Coastal Forests of Northern Mozambique - COMPLETED
The coastal forests of Eastern Africa have been recognised as forming an important part of a distinct ecoregion – the Eastern African Coastal Forests Ecoregion ‚Äí stretching from southern Somalia to southern Mozambique. It is considered to be among the top 10 biodiversity hotspots in Africa. The main component is numerous patches of dry forest, many small and often isolated, found within 20–50 km of the coast, which support a particularly high level of species endemism and show a rapid turn-over in species composition along the coast.
Although coastal forests have been comparatively well-studied in Kenya and Tanzania, they are very poorly known in Mozambique. Only a very small area is formally protected in the country, yet pressures on land in the coastal zone for agriculture and oil exploration are increasing rapidly. In order to achieve effective conservation, the distribution, composition and status of all Mozambican coastal forests needs to be assessed.
The Africa Drylands team ran and coordinated the botanical input into an initiative funded and organised through a French NGO, Pro Natura International, and the Paris Natural History Museum. The reconnaissance and two expeditions were undertaken in conjunction with partners from the Instituto de Investigação Agrária de Moçambique (IIAM), in particular the National Herbarium and Forestry Research section. The main objectives were to:
- Determine the distribution, extent and types of coastal forests in Cabo Delgado Province of north Mozambique.
- Document species composition through field survey and collecting, comparing this to better-known forests in southern Tanzania.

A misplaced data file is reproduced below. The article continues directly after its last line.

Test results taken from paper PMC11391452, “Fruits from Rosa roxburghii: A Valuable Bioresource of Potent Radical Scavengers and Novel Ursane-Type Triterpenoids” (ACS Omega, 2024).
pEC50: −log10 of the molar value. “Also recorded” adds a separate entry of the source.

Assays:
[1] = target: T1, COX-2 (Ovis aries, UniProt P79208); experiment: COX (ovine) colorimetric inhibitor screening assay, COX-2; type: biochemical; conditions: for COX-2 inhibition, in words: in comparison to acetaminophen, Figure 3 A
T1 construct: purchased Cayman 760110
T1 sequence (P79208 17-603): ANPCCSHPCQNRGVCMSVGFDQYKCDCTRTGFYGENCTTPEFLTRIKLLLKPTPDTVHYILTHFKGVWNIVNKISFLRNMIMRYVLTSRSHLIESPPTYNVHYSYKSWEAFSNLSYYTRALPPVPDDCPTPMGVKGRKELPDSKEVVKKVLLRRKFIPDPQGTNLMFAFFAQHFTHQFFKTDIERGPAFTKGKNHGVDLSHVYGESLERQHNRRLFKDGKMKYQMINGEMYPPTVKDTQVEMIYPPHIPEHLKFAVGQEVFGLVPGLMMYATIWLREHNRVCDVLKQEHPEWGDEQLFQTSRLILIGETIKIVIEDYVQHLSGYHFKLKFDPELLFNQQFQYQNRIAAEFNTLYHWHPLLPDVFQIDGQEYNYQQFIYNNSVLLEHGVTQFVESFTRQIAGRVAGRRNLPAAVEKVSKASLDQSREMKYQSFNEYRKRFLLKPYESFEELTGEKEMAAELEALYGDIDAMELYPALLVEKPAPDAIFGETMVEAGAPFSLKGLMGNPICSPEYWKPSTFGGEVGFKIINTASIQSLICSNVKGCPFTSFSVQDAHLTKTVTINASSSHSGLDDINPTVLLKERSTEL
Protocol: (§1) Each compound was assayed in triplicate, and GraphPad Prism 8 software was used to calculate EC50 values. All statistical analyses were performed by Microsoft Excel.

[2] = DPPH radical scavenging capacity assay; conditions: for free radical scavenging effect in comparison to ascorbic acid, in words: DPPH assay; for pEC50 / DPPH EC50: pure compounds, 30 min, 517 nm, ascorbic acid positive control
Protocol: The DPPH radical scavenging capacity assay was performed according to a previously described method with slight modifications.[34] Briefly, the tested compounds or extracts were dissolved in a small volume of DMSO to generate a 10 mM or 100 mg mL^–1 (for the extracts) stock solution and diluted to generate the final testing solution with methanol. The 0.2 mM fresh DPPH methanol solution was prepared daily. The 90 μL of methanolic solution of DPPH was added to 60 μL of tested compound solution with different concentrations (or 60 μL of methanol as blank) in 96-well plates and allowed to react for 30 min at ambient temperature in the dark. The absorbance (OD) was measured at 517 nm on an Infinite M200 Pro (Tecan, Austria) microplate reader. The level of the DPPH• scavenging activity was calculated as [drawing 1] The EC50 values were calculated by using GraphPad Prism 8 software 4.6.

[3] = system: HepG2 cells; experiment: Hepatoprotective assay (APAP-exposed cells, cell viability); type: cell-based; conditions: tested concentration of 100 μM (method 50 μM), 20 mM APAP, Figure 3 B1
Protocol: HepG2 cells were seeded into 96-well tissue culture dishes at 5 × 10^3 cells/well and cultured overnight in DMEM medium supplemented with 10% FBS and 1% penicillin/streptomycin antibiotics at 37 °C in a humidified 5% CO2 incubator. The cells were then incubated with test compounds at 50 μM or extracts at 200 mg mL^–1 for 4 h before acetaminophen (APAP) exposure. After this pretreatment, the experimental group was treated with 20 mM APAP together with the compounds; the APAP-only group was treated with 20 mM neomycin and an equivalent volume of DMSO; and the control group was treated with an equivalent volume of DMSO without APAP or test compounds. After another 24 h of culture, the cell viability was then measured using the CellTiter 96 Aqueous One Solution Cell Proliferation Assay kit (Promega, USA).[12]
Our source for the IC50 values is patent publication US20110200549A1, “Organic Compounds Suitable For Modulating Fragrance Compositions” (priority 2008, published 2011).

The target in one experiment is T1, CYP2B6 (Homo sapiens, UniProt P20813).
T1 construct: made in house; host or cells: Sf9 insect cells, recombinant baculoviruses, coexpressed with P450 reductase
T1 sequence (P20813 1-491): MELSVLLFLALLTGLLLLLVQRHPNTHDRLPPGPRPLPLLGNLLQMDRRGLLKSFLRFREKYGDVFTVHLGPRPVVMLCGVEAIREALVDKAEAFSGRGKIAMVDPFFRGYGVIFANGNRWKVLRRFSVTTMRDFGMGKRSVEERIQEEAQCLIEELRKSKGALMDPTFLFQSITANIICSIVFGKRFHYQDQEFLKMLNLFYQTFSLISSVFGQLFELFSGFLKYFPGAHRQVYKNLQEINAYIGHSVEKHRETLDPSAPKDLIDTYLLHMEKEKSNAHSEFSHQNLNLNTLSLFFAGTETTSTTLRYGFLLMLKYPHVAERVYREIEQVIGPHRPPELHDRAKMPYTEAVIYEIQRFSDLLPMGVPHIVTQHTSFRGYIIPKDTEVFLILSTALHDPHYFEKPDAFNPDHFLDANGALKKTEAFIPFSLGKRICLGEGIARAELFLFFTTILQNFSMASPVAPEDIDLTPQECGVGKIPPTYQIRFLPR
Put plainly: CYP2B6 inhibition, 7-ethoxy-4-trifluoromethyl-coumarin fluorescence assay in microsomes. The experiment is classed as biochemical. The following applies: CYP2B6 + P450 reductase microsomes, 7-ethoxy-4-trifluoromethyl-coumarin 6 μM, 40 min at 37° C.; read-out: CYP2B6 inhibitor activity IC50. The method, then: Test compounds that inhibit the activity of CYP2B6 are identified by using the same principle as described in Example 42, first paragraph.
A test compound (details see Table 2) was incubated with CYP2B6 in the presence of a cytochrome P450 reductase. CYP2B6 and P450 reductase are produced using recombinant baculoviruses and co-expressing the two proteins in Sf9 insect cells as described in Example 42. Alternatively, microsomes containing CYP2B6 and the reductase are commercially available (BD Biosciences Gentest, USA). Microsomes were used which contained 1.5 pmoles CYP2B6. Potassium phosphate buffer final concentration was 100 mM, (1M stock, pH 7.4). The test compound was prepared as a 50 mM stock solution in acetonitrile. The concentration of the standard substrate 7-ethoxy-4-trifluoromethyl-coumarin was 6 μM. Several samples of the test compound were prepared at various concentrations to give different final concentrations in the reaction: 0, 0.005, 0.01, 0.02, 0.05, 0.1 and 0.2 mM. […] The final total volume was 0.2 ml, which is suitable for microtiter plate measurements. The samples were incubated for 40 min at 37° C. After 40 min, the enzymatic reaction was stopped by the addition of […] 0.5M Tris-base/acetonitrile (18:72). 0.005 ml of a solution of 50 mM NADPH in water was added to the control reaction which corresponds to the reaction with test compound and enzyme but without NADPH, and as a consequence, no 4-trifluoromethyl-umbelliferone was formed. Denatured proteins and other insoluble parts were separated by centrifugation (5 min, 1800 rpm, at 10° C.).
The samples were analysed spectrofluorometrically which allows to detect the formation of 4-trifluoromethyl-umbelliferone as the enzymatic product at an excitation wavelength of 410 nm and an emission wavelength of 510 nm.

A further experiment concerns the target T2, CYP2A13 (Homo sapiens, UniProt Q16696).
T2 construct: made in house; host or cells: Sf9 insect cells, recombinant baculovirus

- Provide training in the field and at Kew to Mozambican partners.
- Through the media, raise the public profile of plant and invertebrate biodiversity as well as the conservation significance of coastal forests themselves.
Aerial reconnaissance survey and satellite image interpretation of over 18,000 sq. km in coastal Cabo Delgado was undertaken in early 2008, followed by a large scientific expedition comprising botanists, ecologists, and entomologists to the Quiterajo and Palma–Nhica do Rovuma areas in November 2008. A larger expedition to the same areas was undertaken in November 2009. A workshop in Maputo (May 2011) presented the findings to the Mozambican authorities.
From over 2000 plant collections, a checklist of 740 plant species was produced, including 36 new species and 68 new records for Mozambique. The extent of forest was calculated from remote sensing as around 400 sq. km, significantly less than had previously been suggested, with an estimated loss of around 80 percent over the last 150 years. The conservation importance, and the level of threat, was clearly seen by national authorities, resulting in initiatives through WWF Mozambique and others to develop a full-scale conservation project.
Project partners and collaborators
Pro Natura International
Paris Natural History Museum
Instituto de Investigação Agrária de Moçambique (National Agricultural and Natural Resources Research Institute, IIAM)